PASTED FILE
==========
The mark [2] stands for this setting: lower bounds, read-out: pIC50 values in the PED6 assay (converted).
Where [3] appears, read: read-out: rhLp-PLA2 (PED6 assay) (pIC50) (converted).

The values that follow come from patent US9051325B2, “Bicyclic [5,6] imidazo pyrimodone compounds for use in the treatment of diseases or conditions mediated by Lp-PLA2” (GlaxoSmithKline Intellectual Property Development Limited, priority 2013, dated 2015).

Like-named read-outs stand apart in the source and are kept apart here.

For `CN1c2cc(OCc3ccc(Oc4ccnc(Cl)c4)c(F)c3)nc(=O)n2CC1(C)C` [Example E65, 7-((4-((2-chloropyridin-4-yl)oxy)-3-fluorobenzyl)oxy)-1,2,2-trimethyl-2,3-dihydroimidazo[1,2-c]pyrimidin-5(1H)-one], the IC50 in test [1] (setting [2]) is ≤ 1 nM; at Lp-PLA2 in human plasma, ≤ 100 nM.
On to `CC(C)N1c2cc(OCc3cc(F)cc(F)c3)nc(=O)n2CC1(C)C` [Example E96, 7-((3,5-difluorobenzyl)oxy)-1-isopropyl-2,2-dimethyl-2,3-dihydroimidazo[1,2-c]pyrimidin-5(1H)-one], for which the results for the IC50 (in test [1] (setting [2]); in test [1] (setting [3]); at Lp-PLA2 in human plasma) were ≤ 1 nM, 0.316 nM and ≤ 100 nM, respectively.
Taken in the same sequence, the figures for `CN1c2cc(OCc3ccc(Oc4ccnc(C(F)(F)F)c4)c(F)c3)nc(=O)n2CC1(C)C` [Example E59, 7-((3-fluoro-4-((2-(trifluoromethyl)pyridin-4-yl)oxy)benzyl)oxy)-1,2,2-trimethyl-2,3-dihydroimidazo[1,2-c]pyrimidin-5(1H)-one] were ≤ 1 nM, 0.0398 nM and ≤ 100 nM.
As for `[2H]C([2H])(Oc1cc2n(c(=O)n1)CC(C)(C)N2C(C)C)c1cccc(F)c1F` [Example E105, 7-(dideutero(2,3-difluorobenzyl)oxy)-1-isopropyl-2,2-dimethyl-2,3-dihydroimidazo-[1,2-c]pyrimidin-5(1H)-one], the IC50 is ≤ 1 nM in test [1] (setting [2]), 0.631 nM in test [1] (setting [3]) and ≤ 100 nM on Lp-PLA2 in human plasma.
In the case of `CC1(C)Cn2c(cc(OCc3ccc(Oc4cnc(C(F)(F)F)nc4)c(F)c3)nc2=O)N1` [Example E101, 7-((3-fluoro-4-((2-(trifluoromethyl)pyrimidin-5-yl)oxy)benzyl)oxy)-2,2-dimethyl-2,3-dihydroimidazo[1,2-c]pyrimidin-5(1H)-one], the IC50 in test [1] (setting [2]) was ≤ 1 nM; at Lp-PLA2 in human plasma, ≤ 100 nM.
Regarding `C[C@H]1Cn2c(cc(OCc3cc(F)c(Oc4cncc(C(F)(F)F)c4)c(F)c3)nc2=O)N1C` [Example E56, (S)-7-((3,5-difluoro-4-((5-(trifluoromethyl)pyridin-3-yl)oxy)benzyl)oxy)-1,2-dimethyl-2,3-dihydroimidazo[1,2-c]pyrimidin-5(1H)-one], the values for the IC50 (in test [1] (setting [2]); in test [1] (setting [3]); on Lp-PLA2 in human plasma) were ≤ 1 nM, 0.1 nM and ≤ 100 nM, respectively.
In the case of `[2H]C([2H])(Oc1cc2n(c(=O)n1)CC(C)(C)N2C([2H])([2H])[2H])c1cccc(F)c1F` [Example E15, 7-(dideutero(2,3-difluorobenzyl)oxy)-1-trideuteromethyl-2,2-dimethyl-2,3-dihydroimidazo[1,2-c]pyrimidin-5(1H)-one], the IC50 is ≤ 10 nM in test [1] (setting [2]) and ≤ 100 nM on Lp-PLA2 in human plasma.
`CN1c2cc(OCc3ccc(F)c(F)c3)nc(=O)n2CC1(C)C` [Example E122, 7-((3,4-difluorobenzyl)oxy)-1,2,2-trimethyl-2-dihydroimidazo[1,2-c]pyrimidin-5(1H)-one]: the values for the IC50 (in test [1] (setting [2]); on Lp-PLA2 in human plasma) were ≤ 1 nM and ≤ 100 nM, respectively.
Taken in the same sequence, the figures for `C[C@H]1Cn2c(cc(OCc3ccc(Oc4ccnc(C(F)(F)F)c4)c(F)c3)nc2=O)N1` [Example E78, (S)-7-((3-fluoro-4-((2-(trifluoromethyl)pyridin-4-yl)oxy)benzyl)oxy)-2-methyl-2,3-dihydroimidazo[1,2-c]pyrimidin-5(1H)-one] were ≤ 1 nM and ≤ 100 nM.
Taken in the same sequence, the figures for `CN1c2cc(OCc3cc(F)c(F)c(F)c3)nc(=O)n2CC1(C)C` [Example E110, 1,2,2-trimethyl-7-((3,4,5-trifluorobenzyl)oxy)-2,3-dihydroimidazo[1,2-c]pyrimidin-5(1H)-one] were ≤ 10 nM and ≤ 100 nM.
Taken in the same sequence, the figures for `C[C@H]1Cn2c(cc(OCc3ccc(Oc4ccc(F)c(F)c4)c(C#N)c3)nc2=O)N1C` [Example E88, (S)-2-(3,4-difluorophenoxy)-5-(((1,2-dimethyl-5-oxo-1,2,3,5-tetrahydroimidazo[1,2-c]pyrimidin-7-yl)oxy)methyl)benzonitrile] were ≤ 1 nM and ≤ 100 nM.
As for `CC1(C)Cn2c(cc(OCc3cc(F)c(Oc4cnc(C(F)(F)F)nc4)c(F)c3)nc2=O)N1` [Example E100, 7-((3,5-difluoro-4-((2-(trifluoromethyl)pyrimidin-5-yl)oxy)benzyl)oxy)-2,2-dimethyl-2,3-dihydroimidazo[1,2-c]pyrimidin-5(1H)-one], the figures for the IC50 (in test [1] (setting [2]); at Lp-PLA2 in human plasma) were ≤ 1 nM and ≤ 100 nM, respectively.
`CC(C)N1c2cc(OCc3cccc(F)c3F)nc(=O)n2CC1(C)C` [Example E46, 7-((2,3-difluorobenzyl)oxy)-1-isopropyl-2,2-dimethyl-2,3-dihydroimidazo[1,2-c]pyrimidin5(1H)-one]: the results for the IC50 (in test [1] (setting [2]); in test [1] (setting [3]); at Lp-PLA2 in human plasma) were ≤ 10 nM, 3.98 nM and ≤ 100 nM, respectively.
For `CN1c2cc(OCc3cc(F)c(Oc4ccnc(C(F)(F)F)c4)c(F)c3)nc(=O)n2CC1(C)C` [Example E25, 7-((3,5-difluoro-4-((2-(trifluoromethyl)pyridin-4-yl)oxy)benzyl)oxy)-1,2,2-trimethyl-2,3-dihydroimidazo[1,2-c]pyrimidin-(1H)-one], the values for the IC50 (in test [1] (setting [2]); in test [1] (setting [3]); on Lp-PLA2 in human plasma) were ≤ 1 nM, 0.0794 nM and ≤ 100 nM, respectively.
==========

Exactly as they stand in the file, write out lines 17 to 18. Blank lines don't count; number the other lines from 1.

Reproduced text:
`CC(C)N1c2cc(OCc3cccc(F)c3F)nc(=O)n2CC1(C)C` [Example E46, 7-((2,3-difluorobenzyl)oxy)-1-isopropyl-2,2-dimethyl-2,3-dihydroimidazo[1,2-c]pyrimidin5(1H)-one]: the results for the IC50 (in test [1] (setting [2]); in test [1] (setting [3]); at Lp-PLA2 in human plasma) were ≤ 10 nM, 3.98 nM and ≤ 100 nM, respectively.
For `CN1c2cc(OCc3cc(F)c(Oc4ccnc(C(F)(F)F)c4)c(F)c3)nc(=O)n2CC1(C)C` [Example E25, 7-((3,5-difluoro-4-((2-(trifluoromethyl)pyridin-4-yl)oxy)benzyl)oxy)-1,2,2-trimethyl-2,3-dihydroimidazo[1,2-c]pyrimidin-(1H)-one], the values for the IC50 (in test [1] (setting [2]); in test [1] (setting [3]); on Lp-PLA2 in human plasma) were ≤ 1 nM, 0.0794 nM and ≤ 100 nM, respectively.